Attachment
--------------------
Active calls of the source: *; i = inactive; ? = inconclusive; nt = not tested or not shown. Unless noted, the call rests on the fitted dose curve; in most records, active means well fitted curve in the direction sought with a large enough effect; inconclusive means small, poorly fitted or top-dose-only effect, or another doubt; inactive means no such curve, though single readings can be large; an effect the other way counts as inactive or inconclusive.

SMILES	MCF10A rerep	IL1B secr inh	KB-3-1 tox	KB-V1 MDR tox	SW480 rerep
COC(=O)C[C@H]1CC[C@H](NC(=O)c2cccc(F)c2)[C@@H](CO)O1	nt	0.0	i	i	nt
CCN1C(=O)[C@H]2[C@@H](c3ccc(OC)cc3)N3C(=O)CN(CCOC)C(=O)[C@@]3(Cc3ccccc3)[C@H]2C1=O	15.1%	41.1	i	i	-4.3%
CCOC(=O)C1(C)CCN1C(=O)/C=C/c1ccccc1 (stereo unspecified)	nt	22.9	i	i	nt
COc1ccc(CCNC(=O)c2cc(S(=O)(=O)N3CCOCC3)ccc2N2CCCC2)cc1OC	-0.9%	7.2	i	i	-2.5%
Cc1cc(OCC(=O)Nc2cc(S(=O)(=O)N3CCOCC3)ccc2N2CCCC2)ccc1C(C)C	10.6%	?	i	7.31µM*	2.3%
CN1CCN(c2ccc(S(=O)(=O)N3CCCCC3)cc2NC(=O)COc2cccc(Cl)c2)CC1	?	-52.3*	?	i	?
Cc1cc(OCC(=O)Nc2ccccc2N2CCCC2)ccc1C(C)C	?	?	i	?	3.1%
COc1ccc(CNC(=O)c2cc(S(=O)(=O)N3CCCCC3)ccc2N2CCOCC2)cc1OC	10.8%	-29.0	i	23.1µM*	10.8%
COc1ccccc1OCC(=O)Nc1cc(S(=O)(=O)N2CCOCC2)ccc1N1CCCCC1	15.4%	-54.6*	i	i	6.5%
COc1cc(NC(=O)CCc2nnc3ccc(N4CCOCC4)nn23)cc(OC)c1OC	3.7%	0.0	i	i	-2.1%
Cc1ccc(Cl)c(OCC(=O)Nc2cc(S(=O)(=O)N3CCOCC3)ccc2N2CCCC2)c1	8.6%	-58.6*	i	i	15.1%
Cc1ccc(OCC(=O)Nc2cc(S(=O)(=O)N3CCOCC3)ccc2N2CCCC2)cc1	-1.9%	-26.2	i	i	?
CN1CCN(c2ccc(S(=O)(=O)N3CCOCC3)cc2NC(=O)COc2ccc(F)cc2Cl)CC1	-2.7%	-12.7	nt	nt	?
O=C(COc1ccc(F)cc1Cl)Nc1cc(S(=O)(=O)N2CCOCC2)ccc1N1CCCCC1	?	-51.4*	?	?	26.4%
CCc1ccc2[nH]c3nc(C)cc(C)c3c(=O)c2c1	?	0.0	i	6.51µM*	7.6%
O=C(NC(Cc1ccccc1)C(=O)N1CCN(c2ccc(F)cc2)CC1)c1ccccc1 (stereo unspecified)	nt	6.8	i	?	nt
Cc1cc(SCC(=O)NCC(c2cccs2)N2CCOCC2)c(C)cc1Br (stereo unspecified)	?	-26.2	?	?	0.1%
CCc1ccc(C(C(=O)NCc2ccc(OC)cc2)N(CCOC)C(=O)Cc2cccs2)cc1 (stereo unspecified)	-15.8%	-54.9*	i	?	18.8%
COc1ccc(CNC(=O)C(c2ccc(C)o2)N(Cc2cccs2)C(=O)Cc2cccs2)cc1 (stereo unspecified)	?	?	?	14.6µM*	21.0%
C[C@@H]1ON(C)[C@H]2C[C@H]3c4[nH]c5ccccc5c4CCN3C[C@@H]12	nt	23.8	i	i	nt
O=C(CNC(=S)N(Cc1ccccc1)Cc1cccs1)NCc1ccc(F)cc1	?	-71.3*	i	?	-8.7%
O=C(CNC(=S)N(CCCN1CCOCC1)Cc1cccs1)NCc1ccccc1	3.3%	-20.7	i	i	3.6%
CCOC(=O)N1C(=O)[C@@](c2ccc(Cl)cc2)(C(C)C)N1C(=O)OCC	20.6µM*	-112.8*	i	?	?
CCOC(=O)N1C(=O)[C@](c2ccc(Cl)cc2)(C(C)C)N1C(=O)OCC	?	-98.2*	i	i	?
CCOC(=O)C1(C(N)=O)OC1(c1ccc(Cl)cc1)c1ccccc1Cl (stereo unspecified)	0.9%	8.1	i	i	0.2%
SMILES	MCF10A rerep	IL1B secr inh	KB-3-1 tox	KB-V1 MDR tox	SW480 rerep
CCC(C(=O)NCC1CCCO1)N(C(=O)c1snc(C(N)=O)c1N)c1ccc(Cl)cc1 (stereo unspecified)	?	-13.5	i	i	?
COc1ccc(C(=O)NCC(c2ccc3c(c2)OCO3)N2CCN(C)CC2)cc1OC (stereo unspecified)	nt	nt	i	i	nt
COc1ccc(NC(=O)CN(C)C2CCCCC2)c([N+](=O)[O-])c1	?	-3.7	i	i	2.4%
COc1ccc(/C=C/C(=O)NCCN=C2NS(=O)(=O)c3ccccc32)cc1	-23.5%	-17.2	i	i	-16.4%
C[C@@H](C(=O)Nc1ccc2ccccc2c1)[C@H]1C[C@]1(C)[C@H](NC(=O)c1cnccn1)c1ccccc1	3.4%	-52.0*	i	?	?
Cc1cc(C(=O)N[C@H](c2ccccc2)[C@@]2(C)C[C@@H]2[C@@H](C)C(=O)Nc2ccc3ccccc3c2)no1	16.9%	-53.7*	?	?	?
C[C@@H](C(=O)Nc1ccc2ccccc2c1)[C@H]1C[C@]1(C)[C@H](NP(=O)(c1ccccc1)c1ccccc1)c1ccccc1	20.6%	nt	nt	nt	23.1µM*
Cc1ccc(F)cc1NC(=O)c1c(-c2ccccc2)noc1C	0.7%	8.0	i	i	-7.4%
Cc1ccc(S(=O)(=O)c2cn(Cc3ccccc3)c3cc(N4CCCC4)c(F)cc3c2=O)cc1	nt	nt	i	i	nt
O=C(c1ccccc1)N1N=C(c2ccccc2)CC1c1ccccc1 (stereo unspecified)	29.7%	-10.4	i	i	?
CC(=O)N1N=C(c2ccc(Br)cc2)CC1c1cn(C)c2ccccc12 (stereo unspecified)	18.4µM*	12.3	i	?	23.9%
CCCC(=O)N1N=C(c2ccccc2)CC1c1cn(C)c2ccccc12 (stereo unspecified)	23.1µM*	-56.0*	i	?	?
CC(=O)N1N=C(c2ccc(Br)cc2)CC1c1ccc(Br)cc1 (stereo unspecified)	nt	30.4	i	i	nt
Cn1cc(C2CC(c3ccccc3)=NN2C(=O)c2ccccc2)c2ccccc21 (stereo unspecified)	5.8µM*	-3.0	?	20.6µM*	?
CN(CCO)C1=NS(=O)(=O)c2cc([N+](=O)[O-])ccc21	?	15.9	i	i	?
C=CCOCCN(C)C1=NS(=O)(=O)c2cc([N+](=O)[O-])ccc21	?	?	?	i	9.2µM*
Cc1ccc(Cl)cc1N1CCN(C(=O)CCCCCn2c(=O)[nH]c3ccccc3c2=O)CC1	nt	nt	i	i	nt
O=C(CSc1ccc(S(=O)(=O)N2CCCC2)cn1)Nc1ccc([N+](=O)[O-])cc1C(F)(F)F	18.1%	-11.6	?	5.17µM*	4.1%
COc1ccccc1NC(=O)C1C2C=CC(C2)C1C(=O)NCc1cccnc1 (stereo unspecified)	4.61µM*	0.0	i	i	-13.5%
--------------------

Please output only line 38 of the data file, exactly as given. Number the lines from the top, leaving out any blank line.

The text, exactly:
O=C(c1ccccc1)N1N=C(c2ccccc2)CC1c1ccccc1 (stereo unspecified)	29.7%	-10.4	i	i	?